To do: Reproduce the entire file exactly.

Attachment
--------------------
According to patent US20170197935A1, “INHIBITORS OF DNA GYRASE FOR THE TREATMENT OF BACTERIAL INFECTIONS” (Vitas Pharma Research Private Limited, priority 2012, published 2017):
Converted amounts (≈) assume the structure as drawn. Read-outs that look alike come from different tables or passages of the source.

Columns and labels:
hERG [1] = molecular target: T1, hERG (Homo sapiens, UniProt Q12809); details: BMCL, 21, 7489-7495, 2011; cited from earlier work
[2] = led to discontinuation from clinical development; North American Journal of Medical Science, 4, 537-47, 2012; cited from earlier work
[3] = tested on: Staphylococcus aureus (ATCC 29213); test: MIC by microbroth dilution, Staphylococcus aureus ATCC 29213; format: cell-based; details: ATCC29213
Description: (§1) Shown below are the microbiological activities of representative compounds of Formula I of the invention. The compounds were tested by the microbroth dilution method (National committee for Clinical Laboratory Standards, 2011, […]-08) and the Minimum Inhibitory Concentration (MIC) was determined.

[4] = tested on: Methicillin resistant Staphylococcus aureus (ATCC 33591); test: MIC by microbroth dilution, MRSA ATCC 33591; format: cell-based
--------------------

According to patent US20170197935A1, “INHIBITORS OF DNA GYRASE FOR THE TREATMENT OF BACTERIAL INFECTIONS” (Vitas Pharma Research Private Limited, priority 2012, published 2017):
Converted amounts (≈) assume the structure as drawn. Read-outs that look alike come from different tables or passages of the source.

Columns and labels:
hERG [1] = molecular target: T1, hERG (Homo sapiens, UniProt Q12809); details: BMCL, 21, 7489-7495, 2011; cited from earlier work
[2] = led to discontinuation from clinical development; North American Journal of Medical Science, 4, 537-47, 2012; cited from earlier work
[3] = tested on: Staphylococcus aureus (ATCC 29213); test: MIC by microbroth dilution, Staphylococcus aureus ATCC 29213; format: cell-based; details: ATCC29213
Description: (§1) Shown below are the microbiological activities of representative compounds of Formula I of the invention. The compounds were tested by the microbroth dilution method (National committee for Clinical Laboratory Standards, 2011, […]-08) and the Minimum Inhibitory Concentration (MIC) was determined.

[4] = tested on: Methicillin resistant Staphylococcus aureus (ATCC 33591); test: MIC by microbroth dilution, MRSA ATCC 33591; format: cell-based